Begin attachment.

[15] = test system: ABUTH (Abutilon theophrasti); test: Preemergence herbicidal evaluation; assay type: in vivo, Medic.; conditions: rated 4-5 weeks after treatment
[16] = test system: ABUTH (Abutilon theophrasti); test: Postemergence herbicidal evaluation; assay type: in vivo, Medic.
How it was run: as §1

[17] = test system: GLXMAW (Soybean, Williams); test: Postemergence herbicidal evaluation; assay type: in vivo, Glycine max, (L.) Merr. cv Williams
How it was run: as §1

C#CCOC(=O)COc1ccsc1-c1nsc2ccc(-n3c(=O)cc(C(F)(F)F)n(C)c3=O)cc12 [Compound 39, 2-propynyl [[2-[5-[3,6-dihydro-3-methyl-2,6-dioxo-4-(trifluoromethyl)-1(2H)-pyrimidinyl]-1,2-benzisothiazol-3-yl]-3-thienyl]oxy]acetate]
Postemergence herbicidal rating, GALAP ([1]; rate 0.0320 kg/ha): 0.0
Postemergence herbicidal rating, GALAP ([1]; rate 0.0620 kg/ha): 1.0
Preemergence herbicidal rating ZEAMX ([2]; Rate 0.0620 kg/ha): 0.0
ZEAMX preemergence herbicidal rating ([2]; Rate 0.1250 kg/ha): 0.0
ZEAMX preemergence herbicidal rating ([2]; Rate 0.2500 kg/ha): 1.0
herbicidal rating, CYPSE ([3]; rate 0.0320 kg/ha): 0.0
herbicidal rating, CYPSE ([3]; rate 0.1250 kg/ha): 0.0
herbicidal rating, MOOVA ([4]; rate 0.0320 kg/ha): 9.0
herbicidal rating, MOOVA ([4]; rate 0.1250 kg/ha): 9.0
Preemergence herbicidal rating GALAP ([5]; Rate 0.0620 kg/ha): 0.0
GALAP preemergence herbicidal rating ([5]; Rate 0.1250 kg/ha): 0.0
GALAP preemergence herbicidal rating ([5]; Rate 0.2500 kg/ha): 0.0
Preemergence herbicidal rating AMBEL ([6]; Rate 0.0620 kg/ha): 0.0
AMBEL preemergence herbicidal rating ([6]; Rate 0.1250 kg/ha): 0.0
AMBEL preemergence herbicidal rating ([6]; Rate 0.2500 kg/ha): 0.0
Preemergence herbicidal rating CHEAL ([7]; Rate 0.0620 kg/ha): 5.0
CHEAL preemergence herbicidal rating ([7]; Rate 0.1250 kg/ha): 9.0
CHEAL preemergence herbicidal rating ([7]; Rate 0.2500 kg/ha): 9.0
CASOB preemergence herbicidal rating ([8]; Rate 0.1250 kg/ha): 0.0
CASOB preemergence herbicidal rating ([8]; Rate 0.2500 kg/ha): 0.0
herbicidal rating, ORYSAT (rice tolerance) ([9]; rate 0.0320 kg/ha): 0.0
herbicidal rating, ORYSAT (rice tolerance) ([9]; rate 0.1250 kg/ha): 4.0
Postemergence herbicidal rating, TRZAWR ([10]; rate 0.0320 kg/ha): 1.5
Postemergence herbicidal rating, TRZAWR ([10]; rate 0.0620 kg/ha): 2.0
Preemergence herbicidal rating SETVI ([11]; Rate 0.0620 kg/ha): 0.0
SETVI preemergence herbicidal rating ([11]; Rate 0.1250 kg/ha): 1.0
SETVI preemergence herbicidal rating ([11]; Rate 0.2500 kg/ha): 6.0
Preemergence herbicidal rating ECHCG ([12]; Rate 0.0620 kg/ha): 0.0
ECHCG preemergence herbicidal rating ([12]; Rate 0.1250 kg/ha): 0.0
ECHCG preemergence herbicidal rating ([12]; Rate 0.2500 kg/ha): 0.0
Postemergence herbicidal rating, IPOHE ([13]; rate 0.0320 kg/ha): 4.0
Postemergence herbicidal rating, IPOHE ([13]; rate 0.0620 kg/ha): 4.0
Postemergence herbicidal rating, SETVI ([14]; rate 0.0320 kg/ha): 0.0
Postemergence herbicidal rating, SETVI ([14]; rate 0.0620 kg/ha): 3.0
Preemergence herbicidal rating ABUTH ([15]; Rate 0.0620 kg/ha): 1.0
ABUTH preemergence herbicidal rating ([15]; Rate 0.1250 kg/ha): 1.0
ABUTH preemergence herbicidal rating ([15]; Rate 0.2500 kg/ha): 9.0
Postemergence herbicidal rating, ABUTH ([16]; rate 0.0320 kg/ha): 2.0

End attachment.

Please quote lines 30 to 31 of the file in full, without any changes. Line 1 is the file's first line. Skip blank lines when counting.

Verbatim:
Postemergence herbicidal rating, TRZAWR ([10]; rate 0.0620 kg/ha): 2.0
Preemergence herbicidal rating SETVI ([11]; Rate 0.0620 kg/ha): 0.0